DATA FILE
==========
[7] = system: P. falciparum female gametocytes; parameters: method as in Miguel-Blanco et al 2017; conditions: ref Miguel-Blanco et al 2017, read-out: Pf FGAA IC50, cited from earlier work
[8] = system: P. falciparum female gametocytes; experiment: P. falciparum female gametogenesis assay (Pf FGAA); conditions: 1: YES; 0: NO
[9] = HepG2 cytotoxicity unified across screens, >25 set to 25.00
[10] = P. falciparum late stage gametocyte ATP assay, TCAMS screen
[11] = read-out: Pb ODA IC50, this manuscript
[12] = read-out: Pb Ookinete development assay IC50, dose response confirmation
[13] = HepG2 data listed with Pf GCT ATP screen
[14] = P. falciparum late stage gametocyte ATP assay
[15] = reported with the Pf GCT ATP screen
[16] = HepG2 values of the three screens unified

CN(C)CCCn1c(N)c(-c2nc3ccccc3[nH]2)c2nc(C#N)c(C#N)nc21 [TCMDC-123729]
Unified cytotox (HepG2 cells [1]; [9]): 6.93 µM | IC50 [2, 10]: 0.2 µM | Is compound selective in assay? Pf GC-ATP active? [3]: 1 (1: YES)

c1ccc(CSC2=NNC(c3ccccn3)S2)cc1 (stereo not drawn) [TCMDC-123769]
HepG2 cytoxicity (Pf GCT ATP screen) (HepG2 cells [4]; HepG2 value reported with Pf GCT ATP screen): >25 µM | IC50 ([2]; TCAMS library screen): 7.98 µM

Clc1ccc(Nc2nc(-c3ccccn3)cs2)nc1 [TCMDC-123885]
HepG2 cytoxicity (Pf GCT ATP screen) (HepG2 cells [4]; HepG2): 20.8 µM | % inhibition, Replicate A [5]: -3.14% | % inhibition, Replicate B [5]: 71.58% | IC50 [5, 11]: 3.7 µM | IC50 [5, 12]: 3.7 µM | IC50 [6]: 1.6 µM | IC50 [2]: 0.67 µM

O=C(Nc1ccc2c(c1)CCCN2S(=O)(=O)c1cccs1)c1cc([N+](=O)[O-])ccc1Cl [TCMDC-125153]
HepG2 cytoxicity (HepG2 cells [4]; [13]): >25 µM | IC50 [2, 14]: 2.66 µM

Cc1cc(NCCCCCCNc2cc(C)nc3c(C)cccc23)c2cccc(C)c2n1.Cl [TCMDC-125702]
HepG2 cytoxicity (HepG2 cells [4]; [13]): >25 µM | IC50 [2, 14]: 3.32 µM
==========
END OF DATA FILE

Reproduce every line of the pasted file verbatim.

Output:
[7] = system: P. falciparum female gametocytes; parameters: method as in Miguel-Blanco et al 2017; conditions: ref Miguel-Blanco et al 2017, read-out: Pf FGAA IC50, cited from earlier work
[8] = system: P. falciparum female gametocytes; experiment: P. falciparum female gametogenesis assay (Pf FGAA); conditions: 1: YES; 0: NO
[9] = HepG2 cytotoxicity unified across screens, >25 set to 25.00
[10] = P. falciparum late stage gametocyte ATP assay, TCAMS screen
[11] = read-out: Pb ODA IC50, this manuscript
[12] = read-out: Pb Ookinete development assay IC50, dose response confirmation
[13] = HepG2 data listed with Pf GCT ATP screen
[14] = P. falciparum late stage gametocyte ATP assay
[15] = reported with the Pf GCT ATP screen
[16] = HepG2 values of the three screens unified

CN(C)CCCn1c(N)c(-c2nc3ccccc3[nH]2)c2nc(C#N)c(C#N)nc21 [TCMDC-123729]
Unified cytotox (HepG2 cells [1]; [9]): 6.93 µM | IC50 [2, 10]: 0.2 µM | Is compound selective in assay? Pf GC-ATP active? [3]: 1 (1: YES)

c1ccc(CSC2=NNC(c3ccccn3)S2)cc1 (stereo not drawn) [TCMDC-123769]
HepG2 cytoxicity (Pf GCT ATP screen) (HepG2 cells [4]; HepG2 value reported with Pf GCT ATP screen): >25 µM | IC50 ([2]; TCAMS library screen): 7.98 µM

Clc1ccc(Nc2nc(-c3ccccn3)cs2)nc1 [TCMDC-123885]
HepG2 cytoxicity (Pf GCT ATP screen) (HepG2 cells [4]; HepG2): 20.8 µM | % inhibition, Replicate A [5]: -3.14% | % inhibition, Replicate B [5]: 71.58% | IC50 [5, 11]: 3.7 µM | IC50 [5, 12]: 3.7 µM | IC50 [6]: 1.6 µM | IC50 [2]: 0.67 µM

O=C(Nc1ccc2c(c1)CCCN2S(=O)(=O)c1cccs1)c1cc([N+](=O)[O-])ccc1Cl [TCMDC-125153]
HepG2 cytoxicity (HepG2 cells [4]; [13]): >25 µM | IC50 [2, 14]: 2.66 µM

Cc1cc(NCCCCCCNc2cc(C)nc3c(C)cccc23)c2cccc(C)c2n1.Cl [TCMDC-125702]
HepG2 cytoxicity (HepG2 cells [4]; [13]): >25 µM | IC50 [2, 14]: 3.32 µM